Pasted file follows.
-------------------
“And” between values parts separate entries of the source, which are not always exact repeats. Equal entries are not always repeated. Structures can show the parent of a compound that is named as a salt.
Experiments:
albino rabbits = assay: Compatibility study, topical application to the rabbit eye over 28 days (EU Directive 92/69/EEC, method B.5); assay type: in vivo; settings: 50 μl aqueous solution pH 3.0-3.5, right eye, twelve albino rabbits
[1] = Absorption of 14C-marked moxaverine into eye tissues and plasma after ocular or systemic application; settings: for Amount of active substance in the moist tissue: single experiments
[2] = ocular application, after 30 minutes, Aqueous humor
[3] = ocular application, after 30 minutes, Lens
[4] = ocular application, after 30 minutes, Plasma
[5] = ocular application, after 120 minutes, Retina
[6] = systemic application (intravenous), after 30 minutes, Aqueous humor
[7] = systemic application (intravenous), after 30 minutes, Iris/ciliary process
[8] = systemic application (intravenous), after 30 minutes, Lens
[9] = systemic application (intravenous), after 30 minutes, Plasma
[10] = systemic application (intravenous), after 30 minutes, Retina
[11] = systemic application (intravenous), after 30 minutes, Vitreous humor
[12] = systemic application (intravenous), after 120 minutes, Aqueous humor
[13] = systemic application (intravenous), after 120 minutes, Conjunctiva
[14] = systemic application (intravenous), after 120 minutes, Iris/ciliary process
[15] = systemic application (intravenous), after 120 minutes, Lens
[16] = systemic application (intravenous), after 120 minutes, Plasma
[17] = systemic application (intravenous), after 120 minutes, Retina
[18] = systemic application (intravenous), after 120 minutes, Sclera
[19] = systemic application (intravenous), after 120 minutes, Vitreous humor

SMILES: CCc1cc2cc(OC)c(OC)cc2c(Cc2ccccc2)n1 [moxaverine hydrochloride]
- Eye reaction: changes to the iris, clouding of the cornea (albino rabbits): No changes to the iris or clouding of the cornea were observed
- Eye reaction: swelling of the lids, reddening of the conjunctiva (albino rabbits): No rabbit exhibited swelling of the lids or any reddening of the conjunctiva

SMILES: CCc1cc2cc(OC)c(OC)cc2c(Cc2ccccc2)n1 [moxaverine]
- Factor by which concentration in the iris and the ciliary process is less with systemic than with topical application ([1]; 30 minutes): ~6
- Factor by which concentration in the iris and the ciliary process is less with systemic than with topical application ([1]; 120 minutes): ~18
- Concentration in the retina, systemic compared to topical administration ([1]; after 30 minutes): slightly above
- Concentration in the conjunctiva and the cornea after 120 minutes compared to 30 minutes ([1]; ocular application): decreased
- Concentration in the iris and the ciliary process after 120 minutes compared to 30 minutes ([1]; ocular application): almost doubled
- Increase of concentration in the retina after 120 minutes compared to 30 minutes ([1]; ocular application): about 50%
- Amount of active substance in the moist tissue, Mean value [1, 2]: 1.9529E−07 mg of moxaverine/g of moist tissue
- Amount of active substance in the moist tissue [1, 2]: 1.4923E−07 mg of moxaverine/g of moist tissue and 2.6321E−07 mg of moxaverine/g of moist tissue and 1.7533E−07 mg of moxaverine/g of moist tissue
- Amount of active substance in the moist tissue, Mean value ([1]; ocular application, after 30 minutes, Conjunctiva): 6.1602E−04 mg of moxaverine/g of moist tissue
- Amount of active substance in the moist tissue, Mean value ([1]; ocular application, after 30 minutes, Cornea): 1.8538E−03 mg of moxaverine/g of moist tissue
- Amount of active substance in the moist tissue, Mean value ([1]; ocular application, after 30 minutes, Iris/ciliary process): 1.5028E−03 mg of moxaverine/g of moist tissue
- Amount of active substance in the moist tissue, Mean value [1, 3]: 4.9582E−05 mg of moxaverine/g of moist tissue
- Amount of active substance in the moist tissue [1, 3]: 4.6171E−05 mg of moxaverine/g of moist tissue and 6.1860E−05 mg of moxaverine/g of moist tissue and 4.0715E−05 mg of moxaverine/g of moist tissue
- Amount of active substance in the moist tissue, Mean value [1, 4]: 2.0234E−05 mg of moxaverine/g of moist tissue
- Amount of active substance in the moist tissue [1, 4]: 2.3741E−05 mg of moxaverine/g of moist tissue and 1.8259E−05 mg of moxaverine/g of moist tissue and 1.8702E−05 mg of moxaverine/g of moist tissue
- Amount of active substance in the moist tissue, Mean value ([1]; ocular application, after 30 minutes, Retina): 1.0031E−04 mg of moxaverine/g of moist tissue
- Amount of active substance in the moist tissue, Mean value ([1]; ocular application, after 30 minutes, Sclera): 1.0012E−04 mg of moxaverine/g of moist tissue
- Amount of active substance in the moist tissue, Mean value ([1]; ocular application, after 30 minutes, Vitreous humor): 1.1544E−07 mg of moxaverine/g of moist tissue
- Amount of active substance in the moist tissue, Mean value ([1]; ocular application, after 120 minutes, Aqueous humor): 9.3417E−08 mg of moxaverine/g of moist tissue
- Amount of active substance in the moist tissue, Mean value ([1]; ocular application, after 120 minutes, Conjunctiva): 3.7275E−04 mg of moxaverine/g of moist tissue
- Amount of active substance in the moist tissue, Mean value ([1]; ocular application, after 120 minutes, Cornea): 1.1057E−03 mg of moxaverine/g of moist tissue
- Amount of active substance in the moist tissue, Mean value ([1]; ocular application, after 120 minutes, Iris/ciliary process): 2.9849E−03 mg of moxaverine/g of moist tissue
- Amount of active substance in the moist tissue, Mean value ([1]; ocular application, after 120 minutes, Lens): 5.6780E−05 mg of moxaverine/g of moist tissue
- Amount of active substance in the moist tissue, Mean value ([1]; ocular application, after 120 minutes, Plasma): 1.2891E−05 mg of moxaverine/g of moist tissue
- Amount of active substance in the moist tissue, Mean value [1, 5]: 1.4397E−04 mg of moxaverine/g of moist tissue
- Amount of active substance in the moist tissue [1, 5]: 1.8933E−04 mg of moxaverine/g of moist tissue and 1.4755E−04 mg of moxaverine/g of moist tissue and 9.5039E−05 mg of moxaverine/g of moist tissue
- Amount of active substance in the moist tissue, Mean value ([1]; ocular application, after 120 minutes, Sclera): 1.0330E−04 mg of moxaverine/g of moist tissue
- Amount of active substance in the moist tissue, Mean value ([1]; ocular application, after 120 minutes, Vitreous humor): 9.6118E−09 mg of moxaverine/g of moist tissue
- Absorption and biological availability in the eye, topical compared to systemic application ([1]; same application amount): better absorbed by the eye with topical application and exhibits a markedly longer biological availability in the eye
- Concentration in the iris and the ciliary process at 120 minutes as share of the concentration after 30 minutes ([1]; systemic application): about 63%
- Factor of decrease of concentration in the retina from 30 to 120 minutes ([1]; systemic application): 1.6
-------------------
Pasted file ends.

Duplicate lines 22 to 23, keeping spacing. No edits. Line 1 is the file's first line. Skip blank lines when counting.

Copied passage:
[19] = systemic application (intravenous), after 120 minutes, Vitreous humor

SMILES: CCc1cc2cc(OC)c(OC)cc2c(Cc2ccccc2)n1 [moxaverine hydrochloride]